In the midst of history

Several years ago, in the summer before I started high school, I attended an academic summer program for gifted children. It was a collection of the best my generation had to offer- a collection of pure genius from all around the world.

There were many different classes one could take. Over the previous year, I had moved away from math and science, and became interested in politics and writing- if you read what I wrote at 13 from what I wrote at 14, the change in quality is substantial. I chose a global politics class, taught by an eccentric instructor, Karl, who specialized in the Caucasus, and before this class had spent a semester teaching in Baku, Azerbaijan.

Great discussions were the norm- things from globalization to weapons proliferation, the bloodbath in Chechnya and the stalemate in Israel/Palestine.

What truly touched me, and fills me with deep emotion, is a short video shot by Karl himself. It’s not on the Internet and I assume relatively few people have ever watched it. Simply put, it is history unfolding.

For the 2004 Ukrainian presidential election, Karl was an election monitor affiliated with Organization for Security and Co-operation in Europe (OSCE). When inconsistencies the run-off between Viktor Yushchenko and Viktor Yanukovych became evident, there arose allegations of fraud conducted on behalf of the pro-Russian Yanukovych.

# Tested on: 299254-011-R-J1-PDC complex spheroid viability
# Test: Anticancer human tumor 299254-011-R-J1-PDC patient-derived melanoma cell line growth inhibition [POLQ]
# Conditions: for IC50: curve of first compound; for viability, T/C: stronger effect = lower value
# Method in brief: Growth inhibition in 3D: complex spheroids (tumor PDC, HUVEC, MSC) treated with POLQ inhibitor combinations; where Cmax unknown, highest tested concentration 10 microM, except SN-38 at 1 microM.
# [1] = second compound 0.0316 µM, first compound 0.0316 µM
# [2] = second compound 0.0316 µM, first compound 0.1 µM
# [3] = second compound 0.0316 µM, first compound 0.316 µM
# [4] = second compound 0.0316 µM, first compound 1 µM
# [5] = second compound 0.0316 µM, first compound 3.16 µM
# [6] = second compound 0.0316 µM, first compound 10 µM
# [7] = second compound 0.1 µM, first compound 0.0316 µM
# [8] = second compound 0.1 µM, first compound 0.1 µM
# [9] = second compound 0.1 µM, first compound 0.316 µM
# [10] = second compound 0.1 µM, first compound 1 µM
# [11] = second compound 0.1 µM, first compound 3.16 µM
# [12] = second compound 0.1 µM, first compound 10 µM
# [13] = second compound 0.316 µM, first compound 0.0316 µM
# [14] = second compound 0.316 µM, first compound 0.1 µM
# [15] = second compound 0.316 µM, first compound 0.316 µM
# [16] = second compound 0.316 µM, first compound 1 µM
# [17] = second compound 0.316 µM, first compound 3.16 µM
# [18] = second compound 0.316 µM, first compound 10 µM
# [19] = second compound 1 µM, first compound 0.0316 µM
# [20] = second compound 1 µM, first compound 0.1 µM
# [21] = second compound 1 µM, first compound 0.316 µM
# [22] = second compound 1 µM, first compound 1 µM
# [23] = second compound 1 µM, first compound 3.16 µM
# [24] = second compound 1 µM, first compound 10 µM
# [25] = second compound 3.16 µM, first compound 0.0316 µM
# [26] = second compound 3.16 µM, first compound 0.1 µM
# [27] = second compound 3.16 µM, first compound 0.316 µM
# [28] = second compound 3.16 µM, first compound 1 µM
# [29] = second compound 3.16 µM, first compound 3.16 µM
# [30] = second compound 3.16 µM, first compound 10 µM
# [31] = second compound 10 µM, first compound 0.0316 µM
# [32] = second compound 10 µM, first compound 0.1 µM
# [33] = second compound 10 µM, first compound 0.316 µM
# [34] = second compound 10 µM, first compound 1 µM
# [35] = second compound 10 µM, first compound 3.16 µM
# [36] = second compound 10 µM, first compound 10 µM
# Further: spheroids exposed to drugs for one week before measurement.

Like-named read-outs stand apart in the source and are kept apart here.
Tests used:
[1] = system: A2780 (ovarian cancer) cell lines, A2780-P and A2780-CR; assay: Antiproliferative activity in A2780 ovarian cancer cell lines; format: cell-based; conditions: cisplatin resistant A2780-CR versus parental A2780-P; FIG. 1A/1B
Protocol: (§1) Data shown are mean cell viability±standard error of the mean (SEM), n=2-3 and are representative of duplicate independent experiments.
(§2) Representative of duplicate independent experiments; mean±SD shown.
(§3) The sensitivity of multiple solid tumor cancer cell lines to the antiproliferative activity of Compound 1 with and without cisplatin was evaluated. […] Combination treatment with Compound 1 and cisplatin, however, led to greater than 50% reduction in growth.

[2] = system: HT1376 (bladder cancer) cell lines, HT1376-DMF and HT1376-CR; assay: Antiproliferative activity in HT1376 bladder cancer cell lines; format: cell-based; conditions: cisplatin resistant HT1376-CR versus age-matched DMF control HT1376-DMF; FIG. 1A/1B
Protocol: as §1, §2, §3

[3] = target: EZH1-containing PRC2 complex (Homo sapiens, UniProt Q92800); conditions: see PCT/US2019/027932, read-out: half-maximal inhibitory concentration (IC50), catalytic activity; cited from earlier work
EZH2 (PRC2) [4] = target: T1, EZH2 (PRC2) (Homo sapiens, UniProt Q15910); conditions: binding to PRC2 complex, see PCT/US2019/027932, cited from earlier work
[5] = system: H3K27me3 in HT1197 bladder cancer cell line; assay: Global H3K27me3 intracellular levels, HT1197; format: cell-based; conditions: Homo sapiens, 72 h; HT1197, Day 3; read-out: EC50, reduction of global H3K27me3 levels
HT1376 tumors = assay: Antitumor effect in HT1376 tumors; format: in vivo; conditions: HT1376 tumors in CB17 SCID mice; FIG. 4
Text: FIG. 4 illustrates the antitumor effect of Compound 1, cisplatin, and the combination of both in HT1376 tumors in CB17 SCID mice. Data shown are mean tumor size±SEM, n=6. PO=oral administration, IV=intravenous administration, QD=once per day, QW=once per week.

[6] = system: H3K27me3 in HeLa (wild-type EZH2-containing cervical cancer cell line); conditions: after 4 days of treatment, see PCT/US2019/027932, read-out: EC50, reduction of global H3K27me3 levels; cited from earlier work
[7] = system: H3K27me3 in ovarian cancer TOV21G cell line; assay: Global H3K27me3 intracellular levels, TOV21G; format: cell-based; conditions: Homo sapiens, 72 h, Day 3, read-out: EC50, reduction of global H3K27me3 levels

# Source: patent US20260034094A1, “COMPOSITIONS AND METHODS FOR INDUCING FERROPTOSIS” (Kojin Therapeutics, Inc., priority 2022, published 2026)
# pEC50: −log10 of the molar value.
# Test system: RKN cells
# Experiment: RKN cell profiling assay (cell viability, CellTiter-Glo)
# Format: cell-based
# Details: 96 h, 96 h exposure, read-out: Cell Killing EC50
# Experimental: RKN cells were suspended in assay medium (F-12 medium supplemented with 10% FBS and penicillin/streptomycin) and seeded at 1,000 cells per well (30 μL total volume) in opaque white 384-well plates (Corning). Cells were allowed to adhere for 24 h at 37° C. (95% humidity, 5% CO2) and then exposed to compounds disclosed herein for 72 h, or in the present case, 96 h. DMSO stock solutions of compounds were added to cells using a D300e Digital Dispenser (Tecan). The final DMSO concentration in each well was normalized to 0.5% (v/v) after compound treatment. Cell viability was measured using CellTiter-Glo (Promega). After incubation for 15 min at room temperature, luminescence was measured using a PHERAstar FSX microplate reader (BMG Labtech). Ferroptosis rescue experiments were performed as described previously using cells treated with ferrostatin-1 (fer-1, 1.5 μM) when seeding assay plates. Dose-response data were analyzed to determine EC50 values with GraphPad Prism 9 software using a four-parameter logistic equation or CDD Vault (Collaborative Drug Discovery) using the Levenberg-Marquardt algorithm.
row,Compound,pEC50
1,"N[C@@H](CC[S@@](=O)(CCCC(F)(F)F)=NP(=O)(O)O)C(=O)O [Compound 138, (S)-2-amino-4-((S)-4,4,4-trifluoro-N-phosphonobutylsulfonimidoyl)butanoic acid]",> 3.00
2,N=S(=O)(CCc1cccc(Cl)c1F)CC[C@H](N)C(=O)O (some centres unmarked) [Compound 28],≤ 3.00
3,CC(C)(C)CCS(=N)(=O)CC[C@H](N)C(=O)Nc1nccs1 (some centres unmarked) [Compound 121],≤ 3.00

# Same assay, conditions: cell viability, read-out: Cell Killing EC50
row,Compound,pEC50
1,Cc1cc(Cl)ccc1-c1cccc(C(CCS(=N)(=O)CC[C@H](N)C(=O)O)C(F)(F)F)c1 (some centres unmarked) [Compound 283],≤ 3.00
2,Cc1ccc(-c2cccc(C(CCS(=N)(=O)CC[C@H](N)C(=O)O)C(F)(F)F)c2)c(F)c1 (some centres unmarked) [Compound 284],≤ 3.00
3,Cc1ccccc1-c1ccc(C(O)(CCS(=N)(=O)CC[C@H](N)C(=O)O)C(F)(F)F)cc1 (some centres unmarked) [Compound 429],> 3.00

Shortly after the results became clear, Karl was walking in the capital of Kiev. Suddenly, he heard noises coming from down the road. He turned around and was awestruck.

It was a protest march. Not a few people- thousands, marching forward to Independence Square in the center of the city. Orange banners and signs all over the place. Karl began shooting from a hand-cam- he was backpeddling away from the front of the march as it pressed forward. Later he was there to witness Yushchenko take the presidential oath of office in front of the massive assembly. He did not have the authority to do so, but it became clear- the people would not take electoral fraud.

After two months, the results were thrown out by the Ukrainian Supreme Court. In a re-run, Yushchenko won by eight points.

I don’t know precisely why I decided to tell this story, only that being a witness to history in its raw, unedited form is incredible. Karl’s video shows the startling nature of when a country moves in a surprising direction. It isn’t a news report, there’s no editorializing. It’s just something to witness and appreciate.

Take a chance, and try to be a part of history. Fight for something, march for something, vote for something. It’s the best feeling you can have- better than money, or sex, or personal achievement. It’s the feeling that the world is just a little bit better than it was before. And you were there to witness.

Author: AJM

Writer, sociologist, Unitarian Universalist.

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